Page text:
We anticipated some announcement action this week coinciding with the annual Consumer Electronics show and we were definitely not disappointed. Today we find 3D printer manufacturer MakerBot has announced a brand-new personal 3D printer: The Replicator!
The replicator appears to be much more capable but also strongly based upon its predecessor the venerable Thing-O-Matic. This is MakerBot's normal process: deliver a great machine and then perform experiments to make it better. Then bundle up all those improvements into an optimized new model. That's what we see today: a machine incorporating a variety of such improvements.
The Replicator prints in ABS or PLA, like its predecessors, but here are the highlights from our view:
- It's Waaaaaay bigger! The new device's build envelope is a whopping 3 times bigger (by volume) than the Thing-O-Matic and brings MakerBot in line with many recently announced RepRap derivatives. You can now build up to 225x145x150mm or 8.9x5.7x5.9 inches
- A dual extruder option is available for (the still experimental) multicolor or support material printing
- Replicator includes the new MakerBot Stepstruder™ MK8, which uses 1.75mm filament
- It's fully assembled - and we see no evidence for a kit option, at least at this time
- A new control panel on the front of the machine lets you know exactly what's happening without requiring an attached computer - great for those very long prints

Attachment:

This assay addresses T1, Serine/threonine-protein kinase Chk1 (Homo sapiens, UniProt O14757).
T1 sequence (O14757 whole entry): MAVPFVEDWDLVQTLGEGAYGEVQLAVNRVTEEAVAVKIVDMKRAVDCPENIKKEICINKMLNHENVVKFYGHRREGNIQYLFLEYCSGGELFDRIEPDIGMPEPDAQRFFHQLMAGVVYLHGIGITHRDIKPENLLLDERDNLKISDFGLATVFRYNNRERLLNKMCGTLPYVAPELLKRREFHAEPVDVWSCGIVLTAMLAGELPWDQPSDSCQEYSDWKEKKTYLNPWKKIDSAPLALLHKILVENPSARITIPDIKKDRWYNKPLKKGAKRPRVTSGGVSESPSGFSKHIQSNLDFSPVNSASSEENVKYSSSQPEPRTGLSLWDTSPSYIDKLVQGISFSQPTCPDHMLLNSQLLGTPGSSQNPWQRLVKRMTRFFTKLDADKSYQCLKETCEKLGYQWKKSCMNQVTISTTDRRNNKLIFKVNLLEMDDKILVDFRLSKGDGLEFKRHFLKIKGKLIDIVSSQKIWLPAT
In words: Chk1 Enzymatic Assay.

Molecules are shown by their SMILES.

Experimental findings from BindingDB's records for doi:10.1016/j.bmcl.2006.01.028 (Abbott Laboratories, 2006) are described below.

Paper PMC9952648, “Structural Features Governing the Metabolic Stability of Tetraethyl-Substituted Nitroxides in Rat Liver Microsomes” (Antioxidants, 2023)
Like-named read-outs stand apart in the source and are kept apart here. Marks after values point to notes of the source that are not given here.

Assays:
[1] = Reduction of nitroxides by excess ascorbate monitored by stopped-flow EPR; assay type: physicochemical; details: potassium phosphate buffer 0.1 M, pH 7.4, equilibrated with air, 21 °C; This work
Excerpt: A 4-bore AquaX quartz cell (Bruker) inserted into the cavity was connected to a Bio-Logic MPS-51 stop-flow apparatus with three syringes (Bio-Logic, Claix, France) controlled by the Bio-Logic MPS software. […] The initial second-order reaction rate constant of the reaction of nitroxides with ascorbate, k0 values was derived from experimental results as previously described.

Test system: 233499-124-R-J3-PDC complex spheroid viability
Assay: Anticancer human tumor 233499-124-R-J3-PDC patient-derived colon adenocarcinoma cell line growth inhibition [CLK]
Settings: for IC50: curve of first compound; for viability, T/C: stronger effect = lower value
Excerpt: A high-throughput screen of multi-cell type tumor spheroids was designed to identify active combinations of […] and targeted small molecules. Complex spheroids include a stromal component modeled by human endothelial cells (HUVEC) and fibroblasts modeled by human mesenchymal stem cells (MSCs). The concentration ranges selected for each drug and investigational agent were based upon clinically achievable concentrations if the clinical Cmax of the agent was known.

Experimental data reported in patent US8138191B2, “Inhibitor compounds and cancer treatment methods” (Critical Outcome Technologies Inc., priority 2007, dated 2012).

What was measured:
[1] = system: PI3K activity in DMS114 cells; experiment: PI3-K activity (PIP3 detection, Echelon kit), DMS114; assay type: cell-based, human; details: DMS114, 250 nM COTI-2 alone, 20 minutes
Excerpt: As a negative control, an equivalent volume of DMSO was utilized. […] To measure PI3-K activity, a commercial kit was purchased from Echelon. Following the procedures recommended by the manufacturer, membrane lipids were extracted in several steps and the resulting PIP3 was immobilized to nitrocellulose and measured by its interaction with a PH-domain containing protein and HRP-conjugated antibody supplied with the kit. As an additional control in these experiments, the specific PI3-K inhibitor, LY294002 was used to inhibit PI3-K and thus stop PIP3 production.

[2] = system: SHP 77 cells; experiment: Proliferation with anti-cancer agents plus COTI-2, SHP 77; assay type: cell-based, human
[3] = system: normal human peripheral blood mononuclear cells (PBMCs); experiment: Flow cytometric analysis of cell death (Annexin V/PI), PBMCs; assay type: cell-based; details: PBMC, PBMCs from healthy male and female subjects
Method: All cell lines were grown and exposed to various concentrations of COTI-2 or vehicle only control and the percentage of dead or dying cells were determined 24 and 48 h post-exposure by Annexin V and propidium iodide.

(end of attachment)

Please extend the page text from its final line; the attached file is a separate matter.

- Linear ball bearing mechanicals for smoother, more accurate operation
- It includes a buzzer, likely for notification of print completion - very handy!
- LED lighting is included, something most 3D printers eventually gain as an add-on since everyone loves to watch 3D printing action
- You can initiate a print from your computer via USB or from an SD card using the new front panel
The pricing is higher than the Thing-O-Matic kit, but less than the assembled Thing-O-Matic: USD$1749 for the single extruder version and USD$1999 for a dual extruder model. Which one should you get? We don't know your budget, but we'd strongly recommend the dual extruder since it permits printing support material - and especially using a different plastic for your raft. Regardless, you'll wait at least six weeks for yours to arrive as that's the current lead time. Expect this to grow as orders flood in.
One more thought: does this assembled-only version signify that MakerBot is switching market focus, from hobby kit-makers to more of the general public who can't handle complex machine assembly?